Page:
The Albanian Watershed Assessment Project (AWAP) aims to protect Albania’s natural resources. This project is funded by USAID through US Forest Service. From the initial 12 watersheds, the final assessment concentrates on Shkumbini and Vjosa River watersheds located in the Central and Southern Albania. Most of the damage associated with flooding and sedimentation in Shkumbini River could be attributed to the impact of extensive gravel mining and the transport of material already deposited in the river system.
The gravel mining impacts in a river system are best studied by numerical modeling. In modeling such systems, different gravel mining scenarios (different locations, pit dimensions, or timing) are introduced into selected reaches under hydrologic design conditions. Based on simulation results, each option is prioritized for its upstream and downstream effects, the replenishment of scour holes created by mining, bed and bank instabilities due to changes in channel geometry. Appropriate numerical modeling also provides managers tools in assessing effects of removing coarser size fractions from channel bed, as well as introducing additional fine sediment from dredging operations. Through the use of a numerical model, the extent of channel instabilities can be assessed and effectiveness of various mitigation measures can be tested.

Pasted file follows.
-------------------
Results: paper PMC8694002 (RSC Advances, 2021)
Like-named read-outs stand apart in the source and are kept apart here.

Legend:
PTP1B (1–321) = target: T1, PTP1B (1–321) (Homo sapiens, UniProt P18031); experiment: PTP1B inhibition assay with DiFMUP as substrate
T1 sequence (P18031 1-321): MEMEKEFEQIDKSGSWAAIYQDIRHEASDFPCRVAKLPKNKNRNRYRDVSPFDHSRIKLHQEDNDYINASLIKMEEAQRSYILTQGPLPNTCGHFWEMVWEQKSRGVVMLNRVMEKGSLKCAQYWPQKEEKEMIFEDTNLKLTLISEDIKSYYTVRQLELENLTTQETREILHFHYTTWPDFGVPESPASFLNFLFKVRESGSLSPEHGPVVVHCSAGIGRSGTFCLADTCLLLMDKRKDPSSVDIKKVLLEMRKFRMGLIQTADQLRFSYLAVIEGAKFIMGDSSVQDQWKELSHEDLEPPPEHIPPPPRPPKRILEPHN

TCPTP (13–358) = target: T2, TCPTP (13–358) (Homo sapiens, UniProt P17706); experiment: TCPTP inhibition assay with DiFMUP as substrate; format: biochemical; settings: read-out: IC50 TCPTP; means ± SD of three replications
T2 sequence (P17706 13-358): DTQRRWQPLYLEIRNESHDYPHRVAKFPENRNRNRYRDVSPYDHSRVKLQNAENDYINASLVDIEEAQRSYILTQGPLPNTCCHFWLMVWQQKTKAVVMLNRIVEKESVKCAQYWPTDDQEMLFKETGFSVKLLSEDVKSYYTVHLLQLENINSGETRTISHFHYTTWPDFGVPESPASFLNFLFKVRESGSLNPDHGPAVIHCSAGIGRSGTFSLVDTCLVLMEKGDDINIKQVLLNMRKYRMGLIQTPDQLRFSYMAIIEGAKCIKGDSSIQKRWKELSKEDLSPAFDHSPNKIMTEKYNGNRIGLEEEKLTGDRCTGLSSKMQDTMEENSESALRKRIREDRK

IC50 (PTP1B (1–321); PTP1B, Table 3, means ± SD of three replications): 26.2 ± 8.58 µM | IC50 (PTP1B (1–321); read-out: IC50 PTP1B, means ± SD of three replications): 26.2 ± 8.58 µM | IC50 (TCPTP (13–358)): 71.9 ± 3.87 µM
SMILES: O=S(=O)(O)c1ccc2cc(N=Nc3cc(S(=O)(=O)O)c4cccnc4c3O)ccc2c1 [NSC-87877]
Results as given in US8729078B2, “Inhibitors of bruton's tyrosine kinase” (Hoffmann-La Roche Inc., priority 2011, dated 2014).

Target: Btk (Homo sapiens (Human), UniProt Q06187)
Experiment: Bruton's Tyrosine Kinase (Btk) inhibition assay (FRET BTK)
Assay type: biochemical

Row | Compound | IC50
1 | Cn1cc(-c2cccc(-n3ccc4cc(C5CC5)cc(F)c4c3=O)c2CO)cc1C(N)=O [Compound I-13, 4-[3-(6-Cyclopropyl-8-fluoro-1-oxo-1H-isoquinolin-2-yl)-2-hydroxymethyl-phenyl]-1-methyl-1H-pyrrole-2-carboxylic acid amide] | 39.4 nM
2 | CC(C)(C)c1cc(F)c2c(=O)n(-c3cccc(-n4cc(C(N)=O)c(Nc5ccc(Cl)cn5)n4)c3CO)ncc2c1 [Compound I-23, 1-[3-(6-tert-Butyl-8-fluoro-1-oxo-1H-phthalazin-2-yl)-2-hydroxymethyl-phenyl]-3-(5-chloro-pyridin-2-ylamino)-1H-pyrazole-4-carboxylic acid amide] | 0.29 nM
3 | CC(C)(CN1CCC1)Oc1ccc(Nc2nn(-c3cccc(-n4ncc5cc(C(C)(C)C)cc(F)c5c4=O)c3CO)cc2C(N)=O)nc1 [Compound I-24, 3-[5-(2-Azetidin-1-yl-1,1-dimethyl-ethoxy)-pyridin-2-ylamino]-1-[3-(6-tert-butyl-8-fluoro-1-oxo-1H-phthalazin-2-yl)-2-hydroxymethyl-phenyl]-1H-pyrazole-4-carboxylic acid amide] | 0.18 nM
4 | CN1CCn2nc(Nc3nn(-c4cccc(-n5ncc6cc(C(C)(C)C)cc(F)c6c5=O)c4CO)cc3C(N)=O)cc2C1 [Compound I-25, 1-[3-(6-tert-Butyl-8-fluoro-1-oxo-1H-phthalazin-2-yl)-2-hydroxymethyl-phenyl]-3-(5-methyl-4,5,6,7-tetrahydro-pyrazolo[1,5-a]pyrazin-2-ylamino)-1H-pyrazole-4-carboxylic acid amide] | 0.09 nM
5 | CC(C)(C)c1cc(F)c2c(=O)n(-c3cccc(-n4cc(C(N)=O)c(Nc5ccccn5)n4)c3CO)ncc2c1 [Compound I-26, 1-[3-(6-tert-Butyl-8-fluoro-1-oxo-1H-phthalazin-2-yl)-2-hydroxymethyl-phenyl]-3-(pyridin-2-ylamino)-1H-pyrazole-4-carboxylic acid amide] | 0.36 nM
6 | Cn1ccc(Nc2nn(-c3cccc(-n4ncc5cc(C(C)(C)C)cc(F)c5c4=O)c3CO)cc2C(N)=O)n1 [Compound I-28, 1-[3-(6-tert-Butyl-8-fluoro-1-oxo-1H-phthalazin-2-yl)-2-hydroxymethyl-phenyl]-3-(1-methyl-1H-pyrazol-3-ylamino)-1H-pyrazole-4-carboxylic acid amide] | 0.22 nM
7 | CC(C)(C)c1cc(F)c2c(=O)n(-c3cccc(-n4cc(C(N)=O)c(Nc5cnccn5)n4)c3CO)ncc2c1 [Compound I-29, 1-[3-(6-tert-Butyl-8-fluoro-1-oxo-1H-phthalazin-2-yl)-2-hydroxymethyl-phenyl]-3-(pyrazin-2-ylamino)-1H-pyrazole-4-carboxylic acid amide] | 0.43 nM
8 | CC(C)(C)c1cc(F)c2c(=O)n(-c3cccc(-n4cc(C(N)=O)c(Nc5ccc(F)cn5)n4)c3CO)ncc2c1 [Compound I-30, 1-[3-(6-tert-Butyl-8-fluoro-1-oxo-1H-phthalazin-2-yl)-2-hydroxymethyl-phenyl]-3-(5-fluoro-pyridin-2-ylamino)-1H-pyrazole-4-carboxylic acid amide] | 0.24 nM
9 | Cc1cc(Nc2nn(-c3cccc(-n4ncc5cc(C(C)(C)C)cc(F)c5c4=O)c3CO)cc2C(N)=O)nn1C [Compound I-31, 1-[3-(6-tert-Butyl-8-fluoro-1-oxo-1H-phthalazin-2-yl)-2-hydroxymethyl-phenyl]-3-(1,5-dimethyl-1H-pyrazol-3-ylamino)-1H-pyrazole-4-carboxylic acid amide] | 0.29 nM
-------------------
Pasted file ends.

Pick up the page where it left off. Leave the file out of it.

In this project, the BRI-STARS model developed by Dr. Albert Molinas, President, Hydrau-Tech, Inc. was used in assessing morphological changes due to various gravel mining scenarios in the Shkumbini River. The study reach for modeling is an 8 km section of the Shkumbini River between Peqin and Rrogazhine as shown in Figure 6. Figures 7 and 8 show typical cross sections computed through time; Figure 9 shows a longitudinal channel profile showing the gravel pit with head cutting advancing in upstream direction and downstream scour.